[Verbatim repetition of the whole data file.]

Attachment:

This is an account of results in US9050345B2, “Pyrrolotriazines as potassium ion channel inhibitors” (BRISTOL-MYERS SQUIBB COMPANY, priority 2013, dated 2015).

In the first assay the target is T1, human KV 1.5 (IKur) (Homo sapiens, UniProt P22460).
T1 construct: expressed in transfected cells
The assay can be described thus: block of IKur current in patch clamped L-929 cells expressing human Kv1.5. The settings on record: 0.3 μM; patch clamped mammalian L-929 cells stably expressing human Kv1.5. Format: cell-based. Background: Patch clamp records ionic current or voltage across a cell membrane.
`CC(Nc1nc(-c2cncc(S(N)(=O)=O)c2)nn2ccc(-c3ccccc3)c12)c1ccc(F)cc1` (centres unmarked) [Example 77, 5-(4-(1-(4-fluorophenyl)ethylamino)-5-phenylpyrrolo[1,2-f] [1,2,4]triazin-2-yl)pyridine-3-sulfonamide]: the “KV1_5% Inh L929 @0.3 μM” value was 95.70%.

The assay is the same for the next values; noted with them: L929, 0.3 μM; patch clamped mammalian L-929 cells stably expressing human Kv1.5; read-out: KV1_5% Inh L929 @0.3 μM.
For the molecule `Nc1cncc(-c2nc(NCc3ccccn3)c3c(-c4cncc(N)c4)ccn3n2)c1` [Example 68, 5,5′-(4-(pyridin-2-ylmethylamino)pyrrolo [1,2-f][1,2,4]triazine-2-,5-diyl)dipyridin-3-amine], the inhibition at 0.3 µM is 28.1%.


This is an account of results in US9050345B2, “Pyrrolotriazines as potassium ion channel inhibitors” (BRISTOL-MYERS SQUIBB COMPANY, priority 2013, dated 2015).

In the first assay the target is T1, human KV 1.5 (IKur) (Homo sapiens, UniProt P22460).
T1 construct: expressed in transfected cells
The assay can be described thus: block of IKur current in patch clamped L-929 cells expressing human Kv1.5. The settings on record: 0.3 μM; patch clamped mammalian L-929 cells stably expressing human Kv1.5. Format: cell-based. Background: Patch clamp records ionic current or voltage across a cell membrane.
`CC(Nc1nc(-c2cncc(S(N)(=O)=O)c2)nn2ccc(-c3ccccc3)c12)c1ccc(F)cc1` (centres unmarked) [Example 77, 5-(4-(1-(4-fluorophenyl)ethylamino)-5-phenylpyrrolo[1,2-f] [1,2,4]triazin-2-yl)pyridine-3-sulfonamide]: the “KV1_5% Inh L929 @0.3 μM” value was 95.70%.

The assay is the same for the next values; noted with them: L929, 0.3 μM; patch clamped mammalian L-929 cells stably expressing human Kv1.5; read-out: KV1_5% Inh L929 @0.3 μM.
For the molecule `Nc1cncc(-c2nc(NCc3ccccn3)c3c(-c4cncc(N)c4)ccn3n2)c1` [Example 68, 5,5′-(4-(pyridin-2-ylmethylamino)pyrrolo [1,2-f][1,2,4]triazine-2-,5-diyl)dipyridin-3-amine], the inhibition at 0.3 µM is 28.1%.